Yellowstone's Grizzlies Still Need Protection
NRDC issue briefings and fact sheets explain why removing Yellowstone's grizzlies from the endangered species list puts bears in jeopardy.
Though adequate habitat currently exists to support and increase the Yellowstone grizzly bear population, pressure is mounting for increased extractive development in the Greater Yellowstone ecosystem. Even with Endangered Species Act protections, oil and gas drilling, logging, roadbuilding and other forms of industrial development pose serious threats to bear habitat. Revoking federal protections will exacerbate these threats by loosening restrictions on large-scale industrial and real estate development in the areas outside Yellowstone National Park and the designated "Recovery Zone" surrounding the park.
Experts believe that about one-third (approximately 175) of the Greater Yellowstone grizzlies live in areas beyond the bounds of the Recovery Zone. The 1.7 million acres of bear-occupied territory beyond the Recovery Zone is the most threatened area in the entire Greater Yellowstone ecosystem -- more than 50 percent of the habitat in the area is subject to oil and gas development and timber cutting, and more than 75 percent of the land is available for roadbuilding.
In order to achieve sustained recovery of the Greater Yellowstone grizzlies, we must: (1) protect occupied habitat outside the Recovery Zone so that bears can continue to live there, and recolonize habitat that will be required to maintain and increase the grizzly population; and (2) ensure that Yellowstone's bears are connected to other grizzly populations to the west and north of Yellowstone National Park.Threats from Oil and Gas Development
All the economically recoverable oil in grizzly bear habitat in the Greater Yellowstone ecosystem would meet America's energy needs for fewer than three weeks.
- About 2 million acres of suitable grizzly bear habitat in the Greater Yellowstone ecosystem are open to oil and gas development. Three-quarters of these lands fall beyond the boundaries of the Recovery Zone.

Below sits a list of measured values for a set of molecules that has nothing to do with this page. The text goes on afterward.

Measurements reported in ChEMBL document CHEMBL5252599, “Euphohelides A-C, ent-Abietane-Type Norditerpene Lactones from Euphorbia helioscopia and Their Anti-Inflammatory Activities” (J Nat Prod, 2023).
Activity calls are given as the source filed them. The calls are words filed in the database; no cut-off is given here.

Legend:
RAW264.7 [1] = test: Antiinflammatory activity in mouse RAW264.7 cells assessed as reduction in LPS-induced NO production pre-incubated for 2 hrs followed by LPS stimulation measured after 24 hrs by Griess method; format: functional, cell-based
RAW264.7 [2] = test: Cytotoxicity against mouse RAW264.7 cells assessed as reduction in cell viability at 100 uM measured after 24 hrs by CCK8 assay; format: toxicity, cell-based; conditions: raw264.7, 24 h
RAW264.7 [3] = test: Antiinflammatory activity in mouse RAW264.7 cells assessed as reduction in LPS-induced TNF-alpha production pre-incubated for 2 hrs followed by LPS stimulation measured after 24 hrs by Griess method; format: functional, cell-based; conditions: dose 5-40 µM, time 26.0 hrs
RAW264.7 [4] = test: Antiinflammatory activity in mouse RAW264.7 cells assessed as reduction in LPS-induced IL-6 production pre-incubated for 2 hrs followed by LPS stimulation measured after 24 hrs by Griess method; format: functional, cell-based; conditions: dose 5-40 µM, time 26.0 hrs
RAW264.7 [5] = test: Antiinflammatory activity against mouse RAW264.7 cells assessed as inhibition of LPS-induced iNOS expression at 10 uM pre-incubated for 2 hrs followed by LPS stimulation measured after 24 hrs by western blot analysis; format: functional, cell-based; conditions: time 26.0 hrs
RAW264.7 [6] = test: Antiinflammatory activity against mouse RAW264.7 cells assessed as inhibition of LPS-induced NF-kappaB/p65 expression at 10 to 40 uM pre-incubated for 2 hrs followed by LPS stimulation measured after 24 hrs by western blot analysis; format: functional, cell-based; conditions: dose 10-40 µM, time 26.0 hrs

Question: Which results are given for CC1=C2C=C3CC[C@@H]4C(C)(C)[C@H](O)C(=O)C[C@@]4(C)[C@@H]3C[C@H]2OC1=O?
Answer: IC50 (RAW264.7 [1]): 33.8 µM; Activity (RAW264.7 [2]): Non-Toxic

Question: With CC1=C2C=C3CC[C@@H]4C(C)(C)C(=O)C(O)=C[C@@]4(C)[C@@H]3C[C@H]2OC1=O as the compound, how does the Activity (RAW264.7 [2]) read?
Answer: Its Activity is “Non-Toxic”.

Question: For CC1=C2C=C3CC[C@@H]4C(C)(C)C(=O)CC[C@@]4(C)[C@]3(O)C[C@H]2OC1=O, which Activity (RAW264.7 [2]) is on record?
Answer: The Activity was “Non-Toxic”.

- More than half (approximately 885,000 acres) of the bear-occupied territory beyond the Recovery Zone is open to full field oil and gas development.
- Only one-third (approximately 4.5 million acres) of national forest lands in the Greater Yellowstone ecosystem is protected from oil and gas leasing. The remaining 7 million acres are all available for leasing or are already being developed.
Threats from the Timber Industry
Logging hurts grizzly bears by increasing the human presence in grizzly home ranges, disturbing the natural ecosystems and increasing long-term use of the area through road construction.
- More than half the bear-occupied territory beyond the bounds of the Recovery Zone is open to scheduled logging.
- More than 70 percent of national forest lands in the Greater Yellowstone ecosystem are subject to logging, either as part of the annual harvest quota or for "ecological" purposes.
Threats from Roadbuilding
Federal scientists have found that grizzly bear deaths are five times more likely in roaded areas than they are in non-roaded areas.
- More than 75 percent (approximately 1.2 million acres) of bear-occupied territory beyond the Recovery Zone is open to road building. Conversely, only 9 percent (347,000 acres) has been designated by the federal government to remain roadless permanently.
- Almost two-thirds (nearly 7 million acres) of national forest land in the Greater Yellowstone ecosystem is open to road construction.
last revised 2/14/2006
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